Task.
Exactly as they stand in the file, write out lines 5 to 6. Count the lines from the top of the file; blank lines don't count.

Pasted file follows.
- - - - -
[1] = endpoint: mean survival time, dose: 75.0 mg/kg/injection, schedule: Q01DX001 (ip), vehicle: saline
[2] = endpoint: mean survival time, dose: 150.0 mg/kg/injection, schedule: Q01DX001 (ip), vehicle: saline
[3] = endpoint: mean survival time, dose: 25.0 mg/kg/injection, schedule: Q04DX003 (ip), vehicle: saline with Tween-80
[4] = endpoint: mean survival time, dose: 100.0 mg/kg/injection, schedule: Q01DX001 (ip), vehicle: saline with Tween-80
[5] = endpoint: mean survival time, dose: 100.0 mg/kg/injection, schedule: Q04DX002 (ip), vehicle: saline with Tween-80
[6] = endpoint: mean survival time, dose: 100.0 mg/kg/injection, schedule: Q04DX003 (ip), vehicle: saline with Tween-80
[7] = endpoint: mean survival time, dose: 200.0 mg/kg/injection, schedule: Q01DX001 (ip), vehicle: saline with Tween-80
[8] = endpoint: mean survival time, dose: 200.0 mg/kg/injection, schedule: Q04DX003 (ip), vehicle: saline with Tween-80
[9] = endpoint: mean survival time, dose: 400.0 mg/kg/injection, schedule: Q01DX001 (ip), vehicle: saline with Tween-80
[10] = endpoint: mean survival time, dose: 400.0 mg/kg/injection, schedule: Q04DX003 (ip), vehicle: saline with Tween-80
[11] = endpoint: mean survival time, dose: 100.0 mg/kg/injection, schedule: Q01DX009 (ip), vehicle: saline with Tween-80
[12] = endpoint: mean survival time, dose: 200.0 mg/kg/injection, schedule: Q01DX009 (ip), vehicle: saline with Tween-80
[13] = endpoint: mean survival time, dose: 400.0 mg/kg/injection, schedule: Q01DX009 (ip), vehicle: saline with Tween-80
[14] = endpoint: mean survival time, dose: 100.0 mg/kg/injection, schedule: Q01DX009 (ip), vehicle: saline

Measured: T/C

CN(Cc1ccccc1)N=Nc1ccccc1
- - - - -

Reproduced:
[5] = endpoint: mean survival time, dose: 100.0 mg/kg/injection, schedule: Q04DX002 (ip), vehicle: saline with Tween-80
[6] = endpoint: mean survival time, dose: 100.0 mg/kg/injection, schedule: Q04DX003 (ip), vehicle: saline with Tween-80